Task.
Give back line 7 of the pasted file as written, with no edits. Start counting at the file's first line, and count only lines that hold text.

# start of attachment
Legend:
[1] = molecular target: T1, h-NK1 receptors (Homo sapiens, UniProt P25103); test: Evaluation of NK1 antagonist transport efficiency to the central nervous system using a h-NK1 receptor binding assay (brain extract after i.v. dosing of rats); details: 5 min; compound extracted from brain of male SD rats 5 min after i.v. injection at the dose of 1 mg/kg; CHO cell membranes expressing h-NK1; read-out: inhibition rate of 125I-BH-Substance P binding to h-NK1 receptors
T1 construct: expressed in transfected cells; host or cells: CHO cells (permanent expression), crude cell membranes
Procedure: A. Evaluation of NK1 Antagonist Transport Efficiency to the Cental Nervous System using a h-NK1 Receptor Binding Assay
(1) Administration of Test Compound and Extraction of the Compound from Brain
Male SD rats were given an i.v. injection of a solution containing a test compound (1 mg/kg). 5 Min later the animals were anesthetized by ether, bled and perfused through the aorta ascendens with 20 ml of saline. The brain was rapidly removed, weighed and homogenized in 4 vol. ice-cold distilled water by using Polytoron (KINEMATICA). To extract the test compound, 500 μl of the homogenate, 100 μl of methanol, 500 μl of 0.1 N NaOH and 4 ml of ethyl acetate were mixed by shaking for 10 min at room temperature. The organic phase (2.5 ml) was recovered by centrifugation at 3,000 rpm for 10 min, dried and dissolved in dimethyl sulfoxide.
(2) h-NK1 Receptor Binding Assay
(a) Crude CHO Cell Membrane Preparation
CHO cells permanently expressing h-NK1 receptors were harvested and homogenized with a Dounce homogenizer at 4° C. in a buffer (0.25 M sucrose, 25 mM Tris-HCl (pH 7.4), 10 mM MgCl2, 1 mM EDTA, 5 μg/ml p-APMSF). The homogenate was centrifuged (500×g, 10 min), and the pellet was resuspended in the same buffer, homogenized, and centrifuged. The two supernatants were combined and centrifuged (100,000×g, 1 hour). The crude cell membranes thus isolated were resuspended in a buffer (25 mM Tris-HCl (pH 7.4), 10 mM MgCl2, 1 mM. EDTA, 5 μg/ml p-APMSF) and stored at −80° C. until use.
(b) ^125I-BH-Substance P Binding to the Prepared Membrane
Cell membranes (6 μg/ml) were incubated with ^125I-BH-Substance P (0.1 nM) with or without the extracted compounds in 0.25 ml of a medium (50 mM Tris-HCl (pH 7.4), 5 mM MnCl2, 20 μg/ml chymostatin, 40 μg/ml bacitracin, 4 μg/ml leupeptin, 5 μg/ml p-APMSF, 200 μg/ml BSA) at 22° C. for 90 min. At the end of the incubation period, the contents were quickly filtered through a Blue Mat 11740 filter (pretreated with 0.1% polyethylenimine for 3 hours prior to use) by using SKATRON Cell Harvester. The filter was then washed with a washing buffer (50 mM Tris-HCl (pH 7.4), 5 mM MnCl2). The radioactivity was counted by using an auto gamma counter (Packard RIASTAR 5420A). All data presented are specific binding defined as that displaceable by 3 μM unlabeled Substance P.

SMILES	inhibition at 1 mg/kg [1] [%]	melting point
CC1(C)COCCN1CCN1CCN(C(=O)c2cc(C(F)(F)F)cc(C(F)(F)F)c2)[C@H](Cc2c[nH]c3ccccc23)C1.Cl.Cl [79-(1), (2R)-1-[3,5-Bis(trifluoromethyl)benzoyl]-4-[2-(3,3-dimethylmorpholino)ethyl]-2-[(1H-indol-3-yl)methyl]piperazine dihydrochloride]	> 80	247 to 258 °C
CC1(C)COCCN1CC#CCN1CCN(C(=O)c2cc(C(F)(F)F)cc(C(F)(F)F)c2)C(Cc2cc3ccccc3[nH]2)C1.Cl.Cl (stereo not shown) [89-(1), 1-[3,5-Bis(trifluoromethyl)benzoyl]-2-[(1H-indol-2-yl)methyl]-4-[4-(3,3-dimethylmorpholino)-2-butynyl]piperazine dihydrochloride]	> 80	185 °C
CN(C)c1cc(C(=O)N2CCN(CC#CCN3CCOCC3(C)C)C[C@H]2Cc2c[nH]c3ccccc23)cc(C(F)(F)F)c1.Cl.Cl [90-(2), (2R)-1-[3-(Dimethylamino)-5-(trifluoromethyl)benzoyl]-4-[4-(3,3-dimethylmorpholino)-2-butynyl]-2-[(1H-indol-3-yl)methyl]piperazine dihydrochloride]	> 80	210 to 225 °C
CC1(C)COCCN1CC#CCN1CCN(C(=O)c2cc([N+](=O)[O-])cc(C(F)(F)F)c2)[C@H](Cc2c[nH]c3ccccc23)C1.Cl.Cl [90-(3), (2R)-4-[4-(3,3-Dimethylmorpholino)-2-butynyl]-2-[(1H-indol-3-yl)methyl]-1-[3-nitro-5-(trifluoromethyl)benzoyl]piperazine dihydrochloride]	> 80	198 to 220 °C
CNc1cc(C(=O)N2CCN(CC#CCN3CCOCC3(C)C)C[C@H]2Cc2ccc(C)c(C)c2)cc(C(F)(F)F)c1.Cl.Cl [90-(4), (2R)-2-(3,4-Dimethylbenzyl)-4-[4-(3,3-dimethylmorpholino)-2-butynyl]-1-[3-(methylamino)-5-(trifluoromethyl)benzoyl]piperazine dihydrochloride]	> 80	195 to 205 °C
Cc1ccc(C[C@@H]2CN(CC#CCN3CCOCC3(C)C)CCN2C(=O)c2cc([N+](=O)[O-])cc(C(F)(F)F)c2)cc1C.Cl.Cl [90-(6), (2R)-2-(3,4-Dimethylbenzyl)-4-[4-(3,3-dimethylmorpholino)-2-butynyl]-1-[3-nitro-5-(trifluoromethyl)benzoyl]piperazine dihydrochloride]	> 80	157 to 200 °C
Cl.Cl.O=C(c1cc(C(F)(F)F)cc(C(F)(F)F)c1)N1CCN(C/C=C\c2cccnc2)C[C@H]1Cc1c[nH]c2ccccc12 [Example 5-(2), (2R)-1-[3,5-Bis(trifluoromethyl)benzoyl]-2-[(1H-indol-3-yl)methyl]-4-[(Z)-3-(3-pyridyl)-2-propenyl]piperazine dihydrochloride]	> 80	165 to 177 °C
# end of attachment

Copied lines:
(2) h-NK1 Receptor Binding Assay